• 3 weeks ago
                Anonymous

                >Thanks for the insight, I will keep this in mind next time I see Propper at the surp shop
                Not all propper stuff are outsourced, the ones made by federal contracts has to be made within the U.S.. if its commercial, you can easily tell by seeing a tag where its made from(like made in china, honduras or whatever). If it doesn't have it, its likely contracted or been made before they outsourced their shit.

              • 3 weeks ago
                Anonymous

                The contract is the funny numbers outside of the NSN

              • 3 weeks ago
                Anonymous

                >DLA100-79-C-2365
                Contract number says 79 = contract from 1979 ≈ it was made in 1979 = it's real surplus. (lets see if that apprx. equal to symbol works)

                Wait these aren't just fudd knockoff cammies or something? Mother fricker I trashed a ton of these as painting clothes because I got them cheap at the salvo and figured they were just fake m81.

                Frick

                Lol no they aren't knockoffs. They're hard to find IME but I still get 'em for $5/piece every now and then. Talked to a guy wearing some because I wanted to know if he had a place he was getting them from and he turned out to be a Vietnam vet and still had his own stash of ERDL/RDF/whatever. He said he uses them around the house to mow the lawn and stuff. They're in real good condition too lol. Damn near killed me because the only place I could find them was some overpriced collector's shop that wanted $80 for a shirt. Yeah at that price I would be making a potential ~$75/month in new stock just digging through the surplus store's bins when I'm in the area.

              • 3 weeks ago
                Anonymous

                >it's real surplus
                Nice, glad I picked them up. Too bad they are manlet sized.
                >They're hard to find IME but I still get 'em for $5/piece every now and then.
                Paid $3.50 for the pants in OP. Are they not worth much more than that yet?

                >In summary I should look for a contract number and make sure it wasn't made abroad and I'm g2g?
                Yup, if you don't want commercial stuff, check and see if it has a NSN number and their contract one too.

                >Yup, if you don't want commercial stuff
                I've always looked down on Propper when I would see the tag because I though all they made was commercial stuff, thank you for proving me wrong.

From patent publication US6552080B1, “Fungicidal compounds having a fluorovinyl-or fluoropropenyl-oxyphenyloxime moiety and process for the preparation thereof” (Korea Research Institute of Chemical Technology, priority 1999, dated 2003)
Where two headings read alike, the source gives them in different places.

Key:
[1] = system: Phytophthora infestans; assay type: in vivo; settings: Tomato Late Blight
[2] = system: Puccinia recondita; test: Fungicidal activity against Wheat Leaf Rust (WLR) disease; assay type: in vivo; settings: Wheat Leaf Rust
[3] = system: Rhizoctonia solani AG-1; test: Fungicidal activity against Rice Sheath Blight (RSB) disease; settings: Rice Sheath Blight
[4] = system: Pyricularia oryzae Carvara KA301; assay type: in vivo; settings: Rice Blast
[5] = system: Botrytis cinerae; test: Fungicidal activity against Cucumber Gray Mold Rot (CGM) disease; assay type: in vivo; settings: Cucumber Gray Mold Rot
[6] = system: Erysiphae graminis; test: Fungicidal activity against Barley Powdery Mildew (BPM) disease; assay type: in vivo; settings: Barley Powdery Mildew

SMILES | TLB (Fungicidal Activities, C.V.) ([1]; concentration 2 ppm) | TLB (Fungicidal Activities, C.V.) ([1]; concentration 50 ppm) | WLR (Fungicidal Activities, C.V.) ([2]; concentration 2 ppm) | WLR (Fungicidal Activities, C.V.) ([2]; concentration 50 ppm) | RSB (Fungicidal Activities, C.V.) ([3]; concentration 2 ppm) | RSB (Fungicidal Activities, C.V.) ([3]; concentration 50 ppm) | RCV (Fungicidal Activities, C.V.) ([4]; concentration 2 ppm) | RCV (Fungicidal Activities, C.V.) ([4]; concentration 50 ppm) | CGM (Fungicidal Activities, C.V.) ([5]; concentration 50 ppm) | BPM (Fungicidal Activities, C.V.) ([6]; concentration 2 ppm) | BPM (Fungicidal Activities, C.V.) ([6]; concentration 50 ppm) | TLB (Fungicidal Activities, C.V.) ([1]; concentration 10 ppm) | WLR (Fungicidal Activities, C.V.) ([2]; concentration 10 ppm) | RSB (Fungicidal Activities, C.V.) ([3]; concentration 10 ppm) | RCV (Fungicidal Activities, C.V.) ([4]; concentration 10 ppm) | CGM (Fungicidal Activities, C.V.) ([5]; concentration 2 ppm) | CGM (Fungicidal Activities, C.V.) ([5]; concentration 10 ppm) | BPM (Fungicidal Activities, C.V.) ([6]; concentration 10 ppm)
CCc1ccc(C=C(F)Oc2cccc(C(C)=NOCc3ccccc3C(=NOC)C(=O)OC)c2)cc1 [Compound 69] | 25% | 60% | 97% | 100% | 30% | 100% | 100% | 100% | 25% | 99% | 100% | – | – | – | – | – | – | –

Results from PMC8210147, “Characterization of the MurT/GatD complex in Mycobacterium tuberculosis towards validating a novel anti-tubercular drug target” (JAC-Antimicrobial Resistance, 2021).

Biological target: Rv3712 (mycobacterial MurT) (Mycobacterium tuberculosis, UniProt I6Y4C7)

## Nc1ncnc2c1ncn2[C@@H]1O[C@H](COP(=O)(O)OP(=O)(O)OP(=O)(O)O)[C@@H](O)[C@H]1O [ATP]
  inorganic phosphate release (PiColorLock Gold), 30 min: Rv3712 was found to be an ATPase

https://i.imgur.com/CrcfqB4.jpeg

                >Is the year in the contract number the year the item was made or the year the contract was procured? For example the shirt in your picture were they made in 2018 or did the contract for them start in 2018?
                The contract number is the year its been contracted to be made. It can be from 2018 or slightly later than that.

                >from 2018 or slightly later than that.
                Makes sense, thanks!

          • 3 weeks ago
            Anonymous

            If it has a contract number/NSN, its likely issued than commercial

        • 3 weeks ago
          Anonymous

          No such thing as M81 🙂

    • 3 weeks ago
      Anonymous

      https://i.imgur.com/RSRAtll.jpeg

      Uncommon, but not really "rare" yet. It's the pattern that was used in Grenada when M81 woodland was in its infancy.

      Rapid Deployment Force or RDF fatigues were a post-Vietnam modification of the Tropical Combat Uniform fielded from the late-1970s into the 1980s (some uniforms saw use as recently as the US invasion of Panama in 1989). The name stems from the Rapid Deployment Joint Task Force, a three-division joint US Army-USMC force activated in 1979 that could be deployed anywhere in the world within 24 hours, with the primary area of responsibility being the Middle East. The RDF was disestablished in 1983 and reorganized as United States Central Command (USCENTCOM).

      >A successor to ERDL.

      Somewhat incorrect, RDF fatigues are considered the final iteration of ERDL before the adoption of BDUs.

      Source: https://www.gear-illustration.com/2020/06/14/story-about-the-rdf-combat-uniform/

  2. 3 weeks ago
    Anonymous

    your pic has me thinking about a minecraft grass texture inspired digital camo

    • 3 weeks ago
      Anonymous

      Picrel is LATPAT being the closest Ive seen to a mincraft patten. Make one anon.

  3. 3 weeks ago
    Anonymous

    Wait these aren't just fudd knockoff cammies or something? Mother fricker I trashed a ton of these as painting clothes because I got them cheap at the salvo and figured they were just fake m81.

    Frick

    • 3 weeks ago
      Anonymous

      They're not knockoffs, but they're still near totally worthless since they were used after Vietnam and in no major "glamorous" wars. Yes, SF/SEAL/Delta/MUHREENS/whatever used them, and you can easily find photos, but even the autistic collectors that specialize in those units won't pay big money for them since they're common and boring.